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Aidan Marcus's story

Aidan’s dad was a violent alcoholic and his mum a ‘pretend Christian’, and they lived together off and on during his childhood. Although his mother is Aboriginal ‘I’ve never been able to reach out to that heritage of mine’. All of his mates as a child were white and ‘it wasn’t cool growing up to identify as Indigenous, and even if you did you were bullied big-time’.

In the early 1990s, at the age of 12, he was sent to a Christian Brothers boarding school in Queensland. He disliked school because he had ADHD and couldn’t keep still.

In Year 7, ‘I ran into a few little problems ... which turned me off school fully, and I guess into drugs’. One of the staff, Brother Gaston, ‘physically abused and sexually touched’ him on a number of occasions.

Aidan did not disclose this abuse at the time. He didn’t think his mum would believe him, and was afraid his dad may have ‘punched up half the school’ if he knew. ‘I didn’t want to be called a liar and I didn’t want my dad to get in trouble. I kept that to myself.’ Even when Aidan first contacted the Royal Commission he was unable to speak about what had happened. ‘I’ve never even brought this up in counselling sessions.’

His education suffered as a result of this abuse.

‘The school records would show that my behaviour took a bad turn drastically, and that would have been after the first run-in [with Brother Gaston].’

Soon he abandoned school altogether. ‘They tried to continue me in the school the next year, and that was when I think I left school and started injecting speed.’ He found that taking amphetamines would ‘slow me down and keep me on track ... It actually used to make me cope and adapt. Then I tried heroin a bit later on’.

At ‘first it was drugs and then the crime sort of fully started’. He ended up in a juvenile detention centre when he was 14, and was sexually abused by two staff members. One of the male guards would hit him and grab his genitals and backside.

A female nurse who worked at the centre would devise reasons for him to come into the clinic at odd hours of the night, and at these times she’d sexually abuse him. At the time he thought ‘I was cool, because I had the interest of an older woman’. In hindsight he recognises that she was committing an offence against an underage child.

The centre was also a physically and emotionally violent place, with staff often stripping the boys down and putting them in seclusion rooms for a day or two at a time.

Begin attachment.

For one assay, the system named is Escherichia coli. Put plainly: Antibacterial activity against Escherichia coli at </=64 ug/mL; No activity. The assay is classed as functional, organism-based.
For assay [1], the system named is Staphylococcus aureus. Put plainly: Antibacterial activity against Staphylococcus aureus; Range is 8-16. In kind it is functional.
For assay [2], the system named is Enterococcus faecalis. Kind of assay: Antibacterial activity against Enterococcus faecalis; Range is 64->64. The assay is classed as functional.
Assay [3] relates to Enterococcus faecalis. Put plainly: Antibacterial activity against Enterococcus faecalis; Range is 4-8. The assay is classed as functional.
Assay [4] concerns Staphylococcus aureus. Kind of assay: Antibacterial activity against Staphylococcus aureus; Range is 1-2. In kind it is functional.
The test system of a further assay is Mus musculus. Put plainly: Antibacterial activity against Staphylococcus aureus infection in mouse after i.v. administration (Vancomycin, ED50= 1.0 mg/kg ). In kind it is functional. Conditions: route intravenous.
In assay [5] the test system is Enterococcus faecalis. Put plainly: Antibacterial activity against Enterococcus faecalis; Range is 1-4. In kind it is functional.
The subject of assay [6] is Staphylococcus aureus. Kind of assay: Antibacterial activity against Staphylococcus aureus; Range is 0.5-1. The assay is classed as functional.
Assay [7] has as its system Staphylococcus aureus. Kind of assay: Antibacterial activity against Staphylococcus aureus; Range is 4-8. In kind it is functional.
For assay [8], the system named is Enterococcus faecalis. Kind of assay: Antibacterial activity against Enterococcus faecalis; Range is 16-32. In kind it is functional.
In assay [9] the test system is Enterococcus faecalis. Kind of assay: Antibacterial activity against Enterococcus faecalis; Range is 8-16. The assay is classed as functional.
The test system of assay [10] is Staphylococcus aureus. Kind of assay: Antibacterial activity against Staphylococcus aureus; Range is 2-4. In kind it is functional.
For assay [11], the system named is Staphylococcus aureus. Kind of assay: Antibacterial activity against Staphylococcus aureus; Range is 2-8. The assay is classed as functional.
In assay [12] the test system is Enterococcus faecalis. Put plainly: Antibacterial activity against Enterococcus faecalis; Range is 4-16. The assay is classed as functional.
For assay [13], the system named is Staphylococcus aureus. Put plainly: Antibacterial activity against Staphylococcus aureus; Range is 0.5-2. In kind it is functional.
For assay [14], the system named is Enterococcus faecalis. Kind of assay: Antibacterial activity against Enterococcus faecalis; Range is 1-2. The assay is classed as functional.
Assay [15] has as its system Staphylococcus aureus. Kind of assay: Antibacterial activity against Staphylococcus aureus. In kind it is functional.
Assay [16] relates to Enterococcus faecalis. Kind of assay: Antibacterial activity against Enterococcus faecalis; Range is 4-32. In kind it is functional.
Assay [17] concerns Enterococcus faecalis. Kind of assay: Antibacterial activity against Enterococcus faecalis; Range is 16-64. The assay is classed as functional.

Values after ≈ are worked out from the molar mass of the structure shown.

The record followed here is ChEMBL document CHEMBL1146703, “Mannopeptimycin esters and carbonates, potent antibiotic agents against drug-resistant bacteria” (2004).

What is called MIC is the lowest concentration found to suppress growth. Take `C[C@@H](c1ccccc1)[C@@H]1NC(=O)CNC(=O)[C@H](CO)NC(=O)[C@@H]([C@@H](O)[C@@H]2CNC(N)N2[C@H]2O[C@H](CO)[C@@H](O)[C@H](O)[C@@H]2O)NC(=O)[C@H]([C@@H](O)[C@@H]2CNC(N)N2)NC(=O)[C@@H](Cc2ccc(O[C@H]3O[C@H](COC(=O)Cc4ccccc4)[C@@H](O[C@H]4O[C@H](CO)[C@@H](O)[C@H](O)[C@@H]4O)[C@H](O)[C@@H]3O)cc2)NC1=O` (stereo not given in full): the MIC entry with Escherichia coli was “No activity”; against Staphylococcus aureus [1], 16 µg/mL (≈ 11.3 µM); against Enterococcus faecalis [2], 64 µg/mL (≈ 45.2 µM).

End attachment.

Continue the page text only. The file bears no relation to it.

Aidan has ‘felt alone ever since that time. The only people I could ever relate to were my two brothers’. Both his brothers also experienced abuse in institutions as children. One is deceased, and the other now has cognitive and mental health issues which mean ‘you can’t really relate to him anymore’. He and his brothers spoke about the abuse but ‘we kept it in-house between us three, whatever happened’.

Although he has known his wife for a long time he has not disclosed the sexual abuse to her ‘because I felt embarrassed, and less like a man I guess’.

With a lengthy criminal history of mostly property-related offences, Aidan is currently in prison.

‘Being in this jail I’m in now you’re around a lot of sex offenders and mentally it does my head in to have to even be in the same vicinity as them.’

While in custody he has tried to study, but having been told how useless he was when younger he is always doubting himself. Even when he is going well ‘I always self-sabotage’.

Aidan is due to be released from prison soon. This concerns him as he finds it hard to function well in society and often relapses into heroin use if he does not have a structured lifestyle.

‘I’ve been telling myself for years I won’t ever come back to it. I don’t know what it is. There’s something. I’ve had counselling through jail ... I’ve asked for help with psychologists, and they’ve always told me the same thing – “We don’t have the funds to help you”. I know that I’ve got bad anxiety problems stemming from my youth ... I’ve got a supportive partner and beautiful kids but ...

‘I know what I want in life, but I can’t seem to grasp it. I can’t seem to function. Every time I start to do good I’ve reminded of my past, and I resort to heroin. The reason I turned to heroin, it actually is a blocker for everything. You don’t have a care in the world when you’re on that ... And I guess that’s the way I’ve dealt with my past. When I found it, it was like a lifesaver.’

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